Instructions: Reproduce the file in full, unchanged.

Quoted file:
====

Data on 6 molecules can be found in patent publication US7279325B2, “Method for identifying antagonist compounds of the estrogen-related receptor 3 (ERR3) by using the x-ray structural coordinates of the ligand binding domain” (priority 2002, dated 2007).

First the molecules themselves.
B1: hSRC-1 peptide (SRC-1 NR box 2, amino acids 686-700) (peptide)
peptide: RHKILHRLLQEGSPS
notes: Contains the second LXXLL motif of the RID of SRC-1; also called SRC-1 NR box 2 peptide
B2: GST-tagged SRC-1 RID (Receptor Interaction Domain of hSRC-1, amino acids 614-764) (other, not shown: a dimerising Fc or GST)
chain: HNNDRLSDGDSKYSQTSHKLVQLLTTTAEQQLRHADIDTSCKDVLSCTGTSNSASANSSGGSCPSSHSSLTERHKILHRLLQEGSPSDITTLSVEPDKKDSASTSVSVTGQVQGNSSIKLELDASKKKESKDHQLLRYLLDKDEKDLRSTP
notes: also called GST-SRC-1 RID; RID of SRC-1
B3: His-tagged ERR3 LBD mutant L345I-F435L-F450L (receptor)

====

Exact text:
Data on 6 molecules can be found in patent publication US7279325B2, “Method for identifying antagonist compounds of the estrogen-related receptor 3 (ERR3) by using the x-ray structural coordinates of the ligand binding domain” (priority 2002, dated 2007).

First the molecules themselves.
B1: hSRC-1 peptide (SRC-1 NR box 2, amino acids 686-700) (peptide)
peptide: RHKILHRLLQEGSPS
notes: Contains the second LXXLL motif of the RID of SRC-1; also called SRC-1 NR box 2 peptide
B2: GST-tagged SRC-1 RID (Receptor Interaction Domain of hSRC-1, amino acids 614-764) (other, not shown: a dimerising Fc or GST)
chain: HNNDRLSDGDSKYSQTSHKLVQLLTTTAEQQLRHADIDTSCKDVLSCTGTSNSASANSSGGSCPSSHSSLTERHKILHRLLQEGSPSDITTLSVEPDKKDSASTSVSVTGQVQGNSSIKLELDASKKKESKDHQLLRYLLDKDEKDLRSTP
notes: also called GST-SRC-1 RID; RID of SRC-1
B3: His-tagged ERR3 LBD mutant L345I-F435L-F450L (receptor)